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Structural health monitoring
Thomas Schumacher (left) and Erik Thostenson are leading research on a new technique to monitor the health of structures including roads and bridges.

Sensing trouble

Photo by Evan Krape

Engineers document new structural health monitoring technique

Aging, deterioration and extreme events like earthquakes and hurricanes can take a toll on roads, bridges and other structures. With damage and defects often invisible, the search is on for systems that can monitor the health of structures and alert their owners to potential problems and even impending catastrophic failure.

Several years ago, Erik Thostenson and Thomas Schumacher, both affiliated faculty members in the University of Delaware’s Center for Composite Materials, began to explore the use of carbon nanotube composites as a kind of “smart skin” for structures.

Now, they have improved on this approach with the addition of another technique called electrical impedance tomography (EIT), which uses surface electrode measurements to create an image of the conductivity of a material or structure. While EIT has been used as a noninvasive medical imaging technique since the 1980s, it has largely been overlooked by the structural health monitoring community.

The UD team’s development of the new approach, which applies EIT to a distributed carbon-nanotube-based sensor, is documented in a paper published in the Journal of Nondestructive Evaluation in June.

“While the feasibility of employing carbon-nanotube-based composites as sensors has been validated, the typical approach is to use a series of one-dimensional measurements collected from a two-dimensional sensing area,” says Thostenson, whose expertise lies in processing and characterization of composites for sensor applications. “The problem is that this confines the possible damage locations to the grid points of the measurements. EIT, on the other hand, is a true 2-D algorithm.”

The nanotube composite sensor can be adhered to virtually any shape to detect damage and to show its location within the material or structure. Other advantages are that it is mechanically robust and that its electrical properties are isotropic, or the same in all directions.

For Schumacher, a structural engineering researcher who envisions using the technique on in-service structures, major benefits of the new sensing technique are that it can be scaled up and that it is relatively inexpensive, as it doesn’t require a large quantity of carbon nanotubes.

The recent paper documents the team’s initial evaluation of the methodology, first by introducing well-defined damage and then by investigating a more realistic damage scenario to show the capability of the approach to detect impact damage on a composite laminate. The resulting EIT maps were then compared to visual inspection and thermograms taken with an infrared camera.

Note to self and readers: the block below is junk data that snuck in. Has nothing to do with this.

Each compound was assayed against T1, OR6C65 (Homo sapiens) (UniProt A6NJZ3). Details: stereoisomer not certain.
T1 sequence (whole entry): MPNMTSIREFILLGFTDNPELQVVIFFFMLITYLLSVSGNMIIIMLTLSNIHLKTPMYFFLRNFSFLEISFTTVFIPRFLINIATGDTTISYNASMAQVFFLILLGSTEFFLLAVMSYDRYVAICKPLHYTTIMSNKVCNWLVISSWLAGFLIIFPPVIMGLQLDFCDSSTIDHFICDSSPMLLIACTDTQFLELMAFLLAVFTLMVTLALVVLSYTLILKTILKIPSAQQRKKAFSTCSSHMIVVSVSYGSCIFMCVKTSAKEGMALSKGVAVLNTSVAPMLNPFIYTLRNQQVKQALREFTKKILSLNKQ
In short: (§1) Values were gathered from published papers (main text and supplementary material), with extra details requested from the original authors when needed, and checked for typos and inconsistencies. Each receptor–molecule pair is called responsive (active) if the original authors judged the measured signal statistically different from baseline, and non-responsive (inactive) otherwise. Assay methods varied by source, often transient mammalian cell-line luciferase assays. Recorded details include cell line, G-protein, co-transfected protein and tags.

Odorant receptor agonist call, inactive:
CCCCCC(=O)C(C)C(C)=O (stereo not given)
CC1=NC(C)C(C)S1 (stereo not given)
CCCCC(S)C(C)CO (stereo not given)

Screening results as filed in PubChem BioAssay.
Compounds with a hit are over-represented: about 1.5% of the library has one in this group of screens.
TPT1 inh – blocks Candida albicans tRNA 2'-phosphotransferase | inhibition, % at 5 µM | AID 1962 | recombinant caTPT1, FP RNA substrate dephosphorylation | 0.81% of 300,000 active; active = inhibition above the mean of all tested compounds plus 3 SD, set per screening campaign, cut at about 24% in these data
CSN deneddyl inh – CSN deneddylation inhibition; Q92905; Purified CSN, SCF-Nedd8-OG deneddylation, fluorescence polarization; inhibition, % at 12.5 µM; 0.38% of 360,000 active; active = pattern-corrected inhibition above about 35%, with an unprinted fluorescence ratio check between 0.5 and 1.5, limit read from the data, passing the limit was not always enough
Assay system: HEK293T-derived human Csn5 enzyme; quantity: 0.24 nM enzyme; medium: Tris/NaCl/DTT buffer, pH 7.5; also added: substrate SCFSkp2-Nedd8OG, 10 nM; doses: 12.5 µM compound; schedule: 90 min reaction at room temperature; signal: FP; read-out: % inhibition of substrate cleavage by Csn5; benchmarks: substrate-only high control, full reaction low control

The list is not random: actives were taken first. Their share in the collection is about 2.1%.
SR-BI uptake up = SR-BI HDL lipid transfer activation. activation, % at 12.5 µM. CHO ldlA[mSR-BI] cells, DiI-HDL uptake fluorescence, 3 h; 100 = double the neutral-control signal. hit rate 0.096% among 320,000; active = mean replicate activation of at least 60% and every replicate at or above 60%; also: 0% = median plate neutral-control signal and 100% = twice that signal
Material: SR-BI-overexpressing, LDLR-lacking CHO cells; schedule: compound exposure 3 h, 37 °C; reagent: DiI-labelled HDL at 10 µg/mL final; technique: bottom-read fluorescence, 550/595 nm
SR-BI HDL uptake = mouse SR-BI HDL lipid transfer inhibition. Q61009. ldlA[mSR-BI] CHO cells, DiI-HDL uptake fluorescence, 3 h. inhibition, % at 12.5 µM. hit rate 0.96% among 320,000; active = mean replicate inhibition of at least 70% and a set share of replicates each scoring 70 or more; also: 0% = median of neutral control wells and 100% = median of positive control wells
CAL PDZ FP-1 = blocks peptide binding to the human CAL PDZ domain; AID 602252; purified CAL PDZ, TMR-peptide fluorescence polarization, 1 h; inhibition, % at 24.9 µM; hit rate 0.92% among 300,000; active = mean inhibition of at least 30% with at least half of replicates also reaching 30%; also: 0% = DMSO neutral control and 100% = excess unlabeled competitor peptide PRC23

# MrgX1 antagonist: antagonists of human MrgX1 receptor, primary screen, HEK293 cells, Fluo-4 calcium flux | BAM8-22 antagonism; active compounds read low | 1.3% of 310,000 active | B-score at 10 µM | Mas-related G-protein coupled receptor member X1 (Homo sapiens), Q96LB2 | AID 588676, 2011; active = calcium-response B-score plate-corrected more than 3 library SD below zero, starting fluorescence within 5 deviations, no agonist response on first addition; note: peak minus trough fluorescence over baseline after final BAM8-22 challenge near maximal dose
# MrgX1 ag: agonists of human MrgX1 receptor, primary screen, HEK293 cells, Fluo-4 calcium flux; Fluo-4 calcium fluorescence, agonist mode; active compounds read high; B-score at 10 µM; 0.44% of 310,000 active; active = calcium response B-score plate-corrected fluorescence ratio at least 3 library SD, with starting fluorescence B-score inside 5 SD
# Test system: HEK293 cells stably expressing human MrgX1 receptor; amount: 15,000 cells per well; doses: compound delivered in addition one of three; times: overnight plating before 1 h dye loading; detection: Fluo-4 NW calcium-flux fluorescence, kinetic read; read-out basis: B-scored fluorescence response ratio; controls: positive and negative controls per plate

“Although we did encounter some issues with the size of cracks being overestimated and their shapes not being well represented, overall our EIT methodology was able to detect the initiation of damage well before it was visible with infrared thermography,” Schumacher says. “We are in the process of making improvements to the EIT algorithm to increase its accuracy. After that, we plan to demonstrate it in the laboratory, with an aim toward scaling it up for future monitoring of real structures.”

About the research

The research was supported by the National Science Foundation Division of Civil, Mechanical and Manufacturing Innovation, Award No. 1234830.

The paper, “A Novel Methodology for Spatial Damage Detection and Imaging Using a Distributed Carbon Nanotube-Based Composite Sensor Combined with Electrical Impedance Tomography,” was co-authored by Hongbo Dai, Gerard J. Gallo, Thomas Schumacher and Erik T. Thostenson.

Dai will defend his doctoral dissertation during summer 2016.

Gallo, who earned his master’s degree in mechanical engineering at UD in 2015, is a materials and process engineer at Boeing in Charleston, South Carolina.

Schumacher is now an assistant professor in structural engineering in the Department of Civil and Environmental Engineering at Portland State University in Oregon.

Thostenson is an associate professor in the Department of Mechanical Engineering at UD and an affiliated faculty member in the Department of Materials Science and Engineering and the Center for Composite Materials.


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